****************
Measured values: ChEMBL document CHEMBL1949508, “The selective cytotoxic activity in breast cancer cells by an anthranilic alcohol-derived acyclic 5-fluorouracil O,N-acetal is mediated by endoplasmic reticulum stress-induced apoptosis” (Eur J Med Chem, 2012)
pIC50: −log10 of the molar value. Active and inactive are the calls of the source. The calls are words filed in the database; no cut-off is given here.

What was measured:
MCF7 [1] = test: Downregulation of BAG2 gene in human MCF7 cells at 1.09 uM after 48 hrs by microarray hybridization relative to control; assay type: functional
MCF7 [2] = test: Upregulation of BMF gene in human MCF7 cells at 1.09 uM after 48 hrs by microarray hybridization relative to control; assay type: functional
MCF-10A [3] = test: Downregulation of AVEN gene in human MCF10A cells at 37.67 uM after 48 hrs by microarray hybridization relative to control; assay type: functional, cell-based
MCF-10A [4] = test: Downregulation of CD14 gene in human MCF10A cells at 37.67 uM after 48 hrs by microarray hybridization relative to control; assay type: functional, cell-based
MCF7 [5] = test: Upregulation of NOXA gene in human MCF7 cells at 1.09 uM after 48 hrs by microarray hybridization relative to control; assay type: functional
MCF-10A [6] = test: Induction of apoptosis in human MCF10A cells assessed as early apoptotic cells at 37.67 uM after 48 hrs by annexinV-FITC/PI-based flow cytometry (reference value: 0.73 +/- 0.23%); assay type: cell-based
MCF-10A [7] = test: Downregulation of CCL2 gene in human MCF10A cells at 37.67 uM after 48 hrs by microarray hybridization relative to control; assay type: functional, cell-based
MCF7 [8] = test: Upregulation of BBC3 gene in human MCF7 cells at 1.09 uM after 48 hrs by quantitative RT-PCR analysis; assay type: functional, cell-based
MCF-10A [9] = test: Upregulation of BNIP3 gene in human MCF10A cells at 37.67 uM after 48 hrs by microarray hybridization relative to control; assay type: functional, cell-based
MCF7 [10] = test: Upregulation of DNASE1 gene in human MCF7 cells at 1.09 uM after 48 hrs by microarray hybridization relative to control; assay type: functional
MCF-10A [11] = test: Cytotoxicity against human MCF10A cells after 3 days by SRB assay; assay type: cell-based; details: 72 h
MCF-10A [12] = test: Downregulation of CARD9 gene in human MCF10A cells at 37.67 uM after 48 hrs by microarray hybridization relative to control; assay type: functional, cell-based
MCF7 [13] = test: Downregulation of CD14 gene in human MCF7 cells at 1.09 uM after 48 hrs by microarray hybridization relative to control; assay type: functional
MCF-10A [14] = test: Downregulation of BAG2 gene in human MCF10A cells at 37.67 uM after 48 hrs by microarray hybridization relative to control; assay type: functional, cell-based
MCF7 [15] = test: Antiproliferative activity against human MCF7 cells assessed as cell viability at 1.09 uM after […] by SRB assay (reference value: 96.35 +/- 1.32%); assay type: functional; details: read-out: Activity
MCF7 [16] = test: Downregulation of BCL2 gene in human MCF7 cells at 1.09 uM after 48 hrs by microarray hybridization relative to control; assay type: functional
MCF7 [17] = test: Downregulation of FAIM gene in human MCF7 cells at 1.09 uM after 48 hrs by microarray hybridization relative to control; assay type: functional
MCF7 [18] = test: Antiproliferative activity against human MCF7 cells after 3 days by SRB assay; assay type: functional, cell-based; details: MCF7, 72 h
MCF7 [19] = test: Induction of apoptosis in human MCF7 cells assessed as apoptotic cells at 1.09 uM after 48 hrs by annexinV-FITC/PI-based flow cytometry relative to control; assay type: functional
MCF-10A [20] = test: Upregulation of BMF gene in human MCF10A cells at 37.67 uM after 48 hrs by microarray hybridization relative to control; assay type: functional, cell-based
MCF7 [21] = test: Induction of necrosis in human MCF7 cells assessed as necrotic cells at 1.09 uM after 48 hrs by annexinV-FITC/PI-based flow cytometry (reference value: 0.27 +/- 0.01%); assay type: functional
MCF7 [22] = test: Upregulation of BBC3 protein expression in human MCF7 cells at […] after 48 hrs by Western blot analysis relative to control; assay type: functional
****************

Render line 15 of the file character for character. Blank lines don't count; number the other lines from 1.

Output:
MCF-10A [12] = test: Downregulation of CARD9 gene in human MCF10A cells at 37.67 uM after 48 hrs by microarray hybridization relative to control; assay type: functional, cell-based